Six years ago, Sergei Magnitsky, a lawyer who had just uncovered $230 million worth of tax fraud in Moscow, died suspiciously. Since then, William Browder has run an independent investigation into his death. This work culminated in the Magnitsky Act, a blacklist of 18 Russians (including three Interior Ministry officials) allegedly involved in Magnitsky’s imprisonment and death, and who, since the signing of the bill into law last year, cannot travel to the US. This weekend’s congressional report promises to add more names to the blacklist, which will undoubtedly create more Russian-American tension around the controversial case.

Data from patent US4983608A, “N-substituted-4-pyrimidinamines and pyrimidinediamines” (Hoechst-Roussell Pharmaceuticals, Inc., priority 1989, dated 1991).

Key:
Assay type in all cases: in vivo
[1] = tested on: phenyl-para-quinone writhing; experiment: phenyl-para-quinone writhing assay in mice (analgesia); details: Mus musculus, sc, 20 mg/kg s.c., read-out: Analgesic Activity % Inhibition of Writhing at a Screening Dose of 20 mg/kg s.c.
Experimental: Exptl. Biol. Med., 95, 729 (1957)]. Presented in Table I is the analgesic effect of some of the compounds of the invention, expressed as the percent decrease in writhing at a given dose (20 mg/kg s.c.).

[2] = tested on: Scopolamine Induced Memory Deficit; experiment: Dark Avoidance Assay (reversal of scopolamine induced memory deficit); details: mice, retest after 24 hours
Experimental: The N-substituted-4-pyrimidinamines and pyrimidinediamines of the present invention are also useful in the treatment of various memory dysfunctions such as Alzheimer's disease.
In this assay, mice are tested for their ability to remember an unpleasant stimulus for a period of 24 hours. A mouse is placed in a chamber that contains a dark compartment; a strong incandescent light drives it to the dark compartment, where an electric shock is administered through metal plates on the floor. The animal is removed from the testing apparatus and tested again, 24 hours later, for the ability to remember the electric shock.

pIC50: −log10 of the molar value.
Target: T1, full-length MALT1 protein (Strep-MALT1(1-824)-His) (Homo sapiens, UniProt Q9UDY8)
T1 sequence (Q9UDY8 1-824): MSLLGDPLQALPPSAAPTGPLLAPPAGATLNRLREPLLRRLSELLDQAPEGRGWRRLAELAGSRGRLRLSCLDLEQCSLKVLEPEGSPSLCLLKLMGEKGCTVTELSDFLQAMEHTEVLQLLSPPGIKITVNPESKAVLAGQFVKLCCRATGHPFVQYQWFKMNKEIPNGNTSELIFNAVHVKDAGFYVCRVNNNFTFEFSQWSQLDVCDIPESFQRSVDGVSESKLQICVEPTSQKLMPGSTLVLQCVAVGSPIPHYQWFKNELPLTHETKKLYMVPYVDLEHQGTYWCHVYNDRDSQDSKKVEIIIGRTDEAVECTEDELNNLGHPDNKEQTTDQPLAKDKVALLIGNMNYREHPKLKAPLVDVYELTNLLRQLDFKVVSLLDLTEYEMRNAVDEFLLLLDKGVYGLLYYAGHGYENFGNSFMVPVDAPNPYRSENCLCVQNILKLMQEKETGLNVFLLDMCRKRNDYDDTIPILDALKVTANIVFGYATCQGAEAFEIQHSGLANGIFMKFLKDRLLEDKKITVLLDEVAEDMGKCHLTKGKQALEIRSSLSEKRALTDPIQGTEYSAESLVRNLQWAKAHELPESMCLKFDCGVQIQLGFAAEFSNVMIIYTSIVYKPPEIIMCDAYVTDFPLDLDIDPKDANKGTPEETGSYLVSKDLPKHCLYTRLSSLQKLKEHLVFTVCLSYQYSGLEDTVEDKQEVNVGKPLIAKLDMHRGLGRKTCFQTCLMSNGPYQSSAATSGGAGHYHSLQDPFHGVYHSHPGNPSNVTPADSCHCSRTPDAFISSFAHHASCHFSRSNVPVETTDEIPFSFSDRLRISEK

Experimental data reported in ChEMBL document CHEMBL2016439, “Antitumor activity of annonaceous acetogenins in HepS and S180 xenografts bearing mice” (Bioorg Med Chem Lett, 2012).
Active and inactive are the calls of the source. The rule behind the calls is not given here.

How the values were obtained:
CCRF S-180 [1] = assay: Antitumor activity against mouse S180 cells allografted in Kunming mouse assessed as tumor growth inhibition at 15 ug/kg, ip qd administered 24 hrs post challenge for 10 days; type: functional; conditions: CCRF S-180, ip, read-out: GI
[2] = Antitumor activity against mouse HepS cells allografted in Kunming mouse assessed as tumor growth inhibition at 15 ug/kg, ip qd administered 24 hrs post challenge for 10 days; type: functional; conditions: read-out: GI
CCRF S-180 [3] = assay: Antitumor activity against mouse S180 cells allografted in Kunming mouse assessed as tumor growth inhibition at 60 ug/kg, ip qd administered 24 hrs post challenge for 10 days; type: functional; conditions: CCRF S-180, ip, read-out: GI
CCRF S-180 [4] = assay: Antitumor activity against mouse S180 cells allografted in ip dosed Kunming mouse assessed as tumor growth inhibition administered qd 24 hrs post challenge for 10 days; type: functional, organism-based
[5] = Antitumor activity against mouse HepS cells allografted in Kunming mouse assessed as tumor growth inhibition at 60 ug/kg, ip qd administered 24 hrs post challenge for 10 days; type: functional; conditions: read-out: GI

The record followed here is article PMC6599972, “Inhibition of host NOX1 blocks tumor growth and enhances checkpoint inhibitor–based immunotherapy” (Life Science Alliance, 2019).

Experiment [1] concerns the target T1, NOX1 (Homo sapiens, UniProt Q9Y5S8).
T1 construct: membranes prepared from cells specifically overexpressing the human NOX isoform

Source: BBC

intriguing

  1. The Most Powerful Greenhouse Gas Yet Discovered Is Manmade

    And people thought carbon dioxide was bad. Perfluorotributylamine (PFTBA) is 7,000 times more potent when it comes to raising the planet’s temperatures. The manmade chemical, used in electrical industries for over half a century, isn’t naturally absorbed by the environment and can stay in the atmosphere for some 500 years. No legislation yet exists to combat the threat this newly-found gas poses to the environment – but fortunately only a tiny concentration has appeared in the atmosphere so far.

    Source: The Guardian

  2. Can a Japanese Wunderkind Soar Past Shaun White?